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Credit card aimed at thin-file consumers rebrands, raises $12M

A Silicon Valley startup offering credit cards to young adults with scant borrowing records has raised $12 million in equity funding.

The company, which was previously known as SelfScore, is also rebranding itself as Deserve.

Deserve targets college students and twentysomethings who lack traditional credit scores — often because they have never borrowed money, or because they recently immigrated to the United States.

“When I immigrated to America in 1995, one of the hardest parts of settling down in a new country was my lack of financial security and independence,” Deserve CEO Kalpesh Kapadia said in a press release Tuesday. “A credit card is one of many tools that was not accessible to me.”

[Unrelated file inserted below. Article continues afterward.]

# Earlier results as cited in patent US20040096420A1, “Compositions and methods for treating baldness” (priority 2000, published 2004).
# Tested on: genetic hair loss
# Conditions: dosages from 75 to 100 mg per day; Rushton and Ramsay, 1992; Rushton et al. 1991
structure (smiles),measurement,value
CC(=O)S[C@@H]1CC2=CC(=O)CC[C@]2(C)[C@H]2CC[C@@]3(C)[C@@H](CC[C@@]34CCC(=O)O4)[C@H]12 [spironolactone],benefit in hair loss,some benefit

Deserve uses a proprietary algorithm to evaluate a borrower’s creditworthiness. Card applicants provide read-only access to their bank accounts, which allows the Menlo Park, Calif.-based company to analyze their financial health. Those who are approved get an unsecured credit card without relying on a co-signer.

Deserve currently offers two products. One is a credit card aimed at college students that offers 1% cash back on all purchases and an 18-month subscription to Amazon Prime Student. This product has no annual fee and carries a 19.74% annual percentage rate.

The second card is targeted at recent graduates. It also has no annual fee, and offers 1% to 3% cash back. The APR can range from 16.99% to 23.99%. The cards are issued by Celtic Bank, a $620 million-asset institution in Salt Lake City.

The company’s latest financing round was led by the venture capital firm Accel. Other investors include Aspect Ventures, Pelion Ventures, Mission Holdings, Alumni Venture Group and GDP Venture.

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